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Endurance nutrition for long-distance events

Endurance nutrition for long-distance events

Metab Clin Exp. However, consuming too few calories Endutance training increases your risk of getting stress fractures and soft tissue injuries. Winter Feet December 3, Rob Rinaldi DPM 0.

Endurance nutrition for long-distance events -

Here are a few highlights that stuck with me:. Elite marathoners, she pointed out, get about 85 percent of their in-race energy from carbohydrates, with most of that coming from glycogen stored in the muscles and the remainder from glucose in the bloodstream. To keep those carb reservoirs fully stocked, she shared some specific carbohydrate intake goals she uses with elite runners for various distances:.

Yes, this message surprised me—but read on to see what she meant. One of the big trends in sports nutrition over the past decade has been the idea that, instead of just eating the same things every day, you should adjust your intake to match your expenditures.

Olympic Committee that offers visual guidance for how you might eat during periods of light, moderate, and heavy training. You can see the three plates here. On the easy training plate, vegetables and fruits take up half the plate. Grains and fats are good options, along with subtler tweaks.

For example, the easy training plate includes only fresh fruit; the moderate and hard plates add stewed and dried fruits. In practice, that means cutting way back on fiber for a few days. Researchers at Liverpool John Moores University in Britain tested this approach in a study published earlier this year.

Second, consuming only one item for hours on end while suffering mentally and physically is a recipe for flavor fatigue — where you achieve such a distaste for nourishment that your exhausted, exercise-addled brain actively prevents you from eating or drinking.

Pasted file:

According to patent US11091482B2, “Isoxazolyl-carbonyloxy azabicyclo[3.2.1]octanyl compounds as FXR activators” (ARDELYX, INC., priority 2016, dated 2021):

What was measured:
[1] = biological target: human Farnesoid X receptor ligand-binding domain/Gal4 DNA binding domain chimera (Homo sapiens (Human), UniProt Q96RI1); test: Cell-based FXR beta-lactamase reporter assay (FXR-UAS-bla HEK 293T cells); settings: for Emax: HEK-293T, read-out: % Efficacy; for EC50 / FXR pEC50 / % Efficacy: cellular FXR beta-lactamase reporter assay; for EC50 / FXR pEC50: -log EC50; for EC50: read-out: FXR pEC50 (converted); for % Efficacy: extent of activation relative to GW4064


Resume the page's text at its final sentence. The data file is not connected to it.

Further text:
By mixing liquids and solids, you stand a better chance of avoiding flavor fatigue and maintaining your appetite. Anything that tastes good and consists primarily of carbs will probably work. You want to absorb those sugars fast, so high-glycemic foods i.

Some of my go-tos include bananas, melon, other low-fiber fruit, and mini-pretzels. Three to four hours into an especially hard event, I also take great pleasure in an eight-ounce can of Coke. Hooray for carbs and caffeine!

But if your event is going to be consistently grueling or jarring on your system — triathlons and marathons come to mind — gels and chews are both easy-digesting feeding options. Again, make sure to read the ingredients to verify the sugar sources.

So make a point of being fully fed and hydrated before you start your race and focus on fueling the moment you hit terra firma. Have a full bottle either by your bike or in your transition bag to sip as best you can as you change.

If you can chomp a chew or two during transition without slowing down, great. Otherwise, make a point of feeding during the first few miles on your bike. Treat this transitional fueling like any other part of your training.

While protein is instrumental post-event, it should play very little part in during-event feeding. Your goal is to restore glycogen as fast as humanly possible, and protein slows absorption.

The exception is a multi-stage race. The amount of fluid you need to drink before, during, and after a run depends on how long you will be running and your sweat rate. During a run, runners should drink 4 to 6 ounces of fluid every 20 minutes. For runners who run faster than 8-minute miles, 6 to 8 ounces of water every 20 minutes is recommended.

During long runs of 90 minutes or more, drink 5 to 10 ounces of fluid every 15 to 20 minutes. There are a number of sports gels, chews, and protein bars marketed to runners that claim to provide the fuel you need to power through long runs.

Although some provide a good source of quick and convenient energy for long runs, there is no strong evidence to prove that supplements improve health or athletic performance. However, during long-distance runs your stored glycogen levels will get depleted.

Your body will need some quick burning fuel to get you through to the finish line. Many marathon and half-marathon runners run with packaged supplements such as gels, chews, and bars stuffed into their running belts.

After about 60 minutes of running, you need to replenish lost calories with simple sugars. In addition to quick-burning sugars, these products may contain caffeine, vitamins, antioxidants, and electrolytes.

A good energy gel should contain two different forms of carbohydrates such as glucose and fructose for quicker absorption and also offer some sodium to replenish your electrolytes.